In my blog last week
, I addressed how a leader’s background informs his or her adult leadership style. From the Hebrew Bible, I contrasted David’s secure attachment to God (forged early in his life) with the ongoing anxious attachment style evidenced by Saul. Saul’s uncontrollable jealousy and rage are ample indications of the insecurity that infiltrated Saul’s life and leadership.
The contrasting lives of David and Saul become classrooms for understanding leadership and spirituality ~ specifically how their relationship with God informed (or in Saul’s case, did not inform) their leadership. The contrast could not be more glaring!
As I read the Psalms attributed to David, one prominent observation concerns David’s utter dependence upon God through the leadership trials he encountered. And he encountered many ~ namely death threats, opposition, criticism, rejection, mutiny, and troubles of his own making, including ethical breaches and moral failures.
What sustained David through these times?
From a careful reading of the Psalms, what sustained David was his dependence upon the love (Heb. hesed) of God. The Psalms attributed to David are replete with thanks to God for his hesed for past deliverance and cries for God’s unfailing love to continue to deliver and restore him. See Psalms 6, 13, 17, 18, 21, 23, 25, 26, 31, 36, 40, 51, 52, 57, 60, 61, 63, 96, 70, 86, 101, 103, 108, 138, 143, and 145. [Also refer to Dale Coulter’s blog of May 14th, which assessed translations of hesed.]
David learned how to bed himself in the palm of God’s unfailing love as an automatic default when in crisis.
Although difficult to translate into English, the meaning of hesed has been shown to connect with God’s covenantal relationship to those who “belong to him” (Claus Westermann, Praise and Lament in the Psalms, 1981, pp. 120-21). In his book Hesed in the Bible, Nelson Glueck further defines hesed: “To him [David], for whom communion with God is the greatest good, God’s hesed, His love for His followers, is comparable to God’s goodness” (1975, p. 95). Gordon R. Clark notes that hesed includes grace, mercy, compassion, faithfulness, reliability, confidence, and love; yet is much broader than any of these combined (The Word Hesed in the Hebrew Bible, 1993, pp. 267-68).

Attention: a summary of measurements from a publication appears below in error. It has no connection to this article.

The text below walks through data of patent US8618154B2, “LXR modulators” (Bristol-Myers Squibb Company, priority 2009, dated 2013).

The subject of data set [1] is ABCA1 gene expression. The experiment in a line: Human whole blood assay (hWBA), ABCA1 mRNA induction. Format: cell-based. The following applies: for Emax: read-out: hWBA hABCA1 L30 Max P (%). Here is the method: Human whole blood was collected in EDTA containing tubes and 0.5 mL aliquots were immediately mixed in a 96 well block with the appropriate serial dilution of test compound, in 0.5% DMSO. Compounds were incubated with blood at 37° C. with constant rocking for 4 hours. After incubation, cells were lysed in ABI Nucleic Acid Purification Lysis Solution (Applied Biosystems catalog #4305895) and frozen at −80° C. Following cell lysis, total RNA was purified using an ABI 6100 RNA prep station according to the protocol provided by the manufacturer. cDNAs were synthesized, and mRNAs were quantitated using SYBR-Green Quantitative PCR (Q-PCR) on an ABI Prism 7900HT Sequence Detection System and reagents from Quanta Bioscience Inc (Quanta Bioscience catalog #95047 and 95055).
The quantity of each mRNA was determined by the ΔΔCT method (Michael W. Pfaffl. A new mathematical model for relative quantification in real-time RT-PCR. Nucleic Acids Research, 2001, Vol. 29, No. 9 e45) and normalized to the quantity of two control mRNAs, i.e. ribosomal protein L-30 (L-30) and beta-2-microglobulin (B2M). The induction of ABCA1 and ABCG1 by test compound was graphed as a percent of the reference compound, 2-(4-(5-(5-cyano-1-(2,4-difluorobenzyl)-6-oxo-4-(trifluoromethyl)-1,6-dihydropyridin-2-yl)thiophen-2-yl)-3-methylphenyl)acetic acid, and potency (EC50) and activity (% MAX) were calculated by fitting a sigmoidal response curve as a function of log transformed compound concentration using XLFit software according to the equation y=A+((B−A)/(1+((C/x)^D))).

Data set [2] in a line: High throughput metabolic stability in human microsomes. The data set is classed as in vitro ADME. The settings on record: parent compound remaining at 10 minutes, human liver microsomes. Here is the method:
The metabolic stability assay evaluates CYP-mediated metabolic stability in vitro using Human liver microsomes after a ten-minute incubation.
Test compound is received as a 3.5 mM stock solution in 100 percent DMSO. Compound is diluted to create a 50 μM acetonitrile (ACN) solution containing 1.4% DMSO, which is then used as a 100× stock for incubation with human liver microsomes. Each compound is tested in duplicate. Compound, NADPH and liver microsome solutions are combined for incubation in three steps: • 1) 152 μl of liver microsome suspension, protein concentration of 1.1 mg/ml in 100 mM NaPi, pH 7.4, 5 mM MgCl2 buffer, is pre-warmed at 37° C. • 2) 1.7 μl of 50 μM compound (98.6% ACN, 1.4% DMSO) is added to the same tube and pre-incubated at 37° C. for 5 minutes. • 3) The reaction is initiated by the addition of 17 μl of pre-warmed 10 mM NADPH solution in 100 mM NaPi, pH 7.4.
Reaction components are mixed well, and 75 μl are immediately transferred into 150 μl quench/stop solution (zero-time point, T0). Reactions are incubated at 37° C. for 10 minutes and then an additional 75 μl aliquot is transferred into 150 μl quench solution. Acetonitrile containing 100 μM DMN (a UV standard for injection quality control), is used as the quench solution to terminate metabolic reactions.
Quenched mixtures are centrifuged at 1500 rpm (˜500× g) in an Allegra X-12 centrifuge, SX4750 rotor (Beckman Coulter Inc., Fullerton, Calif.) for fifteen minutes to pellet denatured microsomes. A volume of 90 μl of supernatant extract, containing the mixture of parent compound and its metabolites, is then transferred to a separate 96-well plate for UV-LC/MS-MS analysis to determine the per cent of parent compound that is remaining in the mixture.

David’s spirituality informed his leadership with all of its successes and failures because his automatic reflex was to cast himself upon the hesed of God. Saul evidences little to none of this kind of dependence upon or trust in God’s mercy and loving-kindness.
Often when leadership trials come, we might conclude that God is not with us. Yet David’s spiritual default to leadership crises was to dive headlong into God’s presence, crying out for his loving kindness. He pressed in boldly. How can our spirituality inform our leadership with this kind of trust?